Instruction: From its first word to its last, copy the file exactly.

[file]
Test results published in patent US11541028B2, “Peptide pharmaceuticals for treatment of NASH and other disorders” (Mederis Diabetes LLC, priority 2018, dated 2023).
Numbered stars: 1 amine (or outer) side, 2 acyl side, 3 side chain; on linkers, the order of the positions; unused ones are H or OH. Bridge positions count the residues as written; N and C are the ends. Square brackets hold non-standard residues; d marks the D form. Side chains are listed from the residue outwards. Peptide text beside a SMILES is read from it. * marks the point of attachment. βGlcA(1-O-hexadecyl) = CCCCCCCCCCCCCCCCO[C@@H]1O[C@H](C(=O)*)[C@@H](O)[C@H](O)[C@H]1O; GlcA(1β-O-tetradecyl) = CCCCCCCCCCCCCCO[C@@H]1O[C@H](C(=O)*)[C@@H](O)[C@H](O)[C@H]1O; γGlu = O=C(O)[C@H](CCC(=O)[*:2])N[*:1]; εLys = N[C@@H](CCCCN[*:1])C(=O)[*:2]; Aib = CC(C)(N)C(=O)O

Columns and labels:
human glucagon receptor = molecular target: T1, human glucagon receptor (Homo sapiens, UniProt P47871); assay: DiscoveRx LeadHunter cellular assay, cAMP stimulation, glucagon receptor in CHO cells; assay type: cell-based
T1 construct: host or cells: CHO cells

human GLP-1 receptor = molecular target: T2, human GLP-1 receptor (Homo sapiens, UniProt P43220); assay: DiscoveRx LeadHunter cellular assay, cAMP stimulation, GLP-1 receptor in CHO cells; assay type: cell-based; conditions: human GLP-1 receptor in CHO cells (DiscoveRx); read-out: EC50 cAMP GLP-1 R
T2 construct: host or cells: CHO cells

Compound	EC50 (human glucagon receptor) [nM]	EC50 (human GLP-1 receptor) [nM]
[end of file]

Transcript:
Test results published in patent US11541028B2, “Peptide pharmaceuticals for treatment of NASH and other disorders” (Mederis Diabetes LLC, priority 2018, dated 2023).
Numbered stars: 1 amine (or outer) side, 2 acyl side, 3 side chain; on linkers, the order of the positions; unused ones are H or OH. Bridge positions count the residues as written; N and C are the ends. Square brackets hold non-standard residues; d marks the D form. Side chains are listed from the residue outwards. Peptide text beside a SMILES is read from it. * marks the point of attachment. βGlcA(1-O-hexadecyl) = CCCCCCCCCCCCCCCCO[C@@H]1O[C@H](C(=O)*)[C@@H](O)[C@H](O)[C@H]1O; GlcA(1β-O-tetradecyl) = CCCCCCCCCCCCCCO[C@@H]1O[C@H](C(=O)*)[C@@H](O)[C@H](O)[C@H]1O; γGlu = O=C(O)[C@H](CCC(=O)[*:2])N[*:1]; εLys = N[C@@H](CCCCN[*:1])C(=O)[*:2]; Aib = CC(C)(N)C(=O)O

Columns and labels:
human glucagon receptor = molecular target: T1, human glucagon receptor (Homo sapiens, UniProt P47871); assay: DiscoveRx LeadHunter cellular assay, cAMP stimulation, glucagon receptor in CHO cells; assay type: cell-based
T1 construct: host or cells: CHO cells

human GLP-1 receptor = molecular target: T2, human GLP-1 receptor (Homo sapiens, UniProt P43220); assay: DiscoveRx LeadHunter cellular assay, cAMP stimulation, GLP-1 receptor in CHO cells; assay type: cell-based; conditions: human GLP-1 receptor in CHO cells (DiscoveRx); read-out: EC50 cAMP GLP-1 R
T2 construct: host or cells: CHO cells

Compound	EC50 (human glucagon receptor) [nM]	EC50 (human GLP-1 receptor) [nM]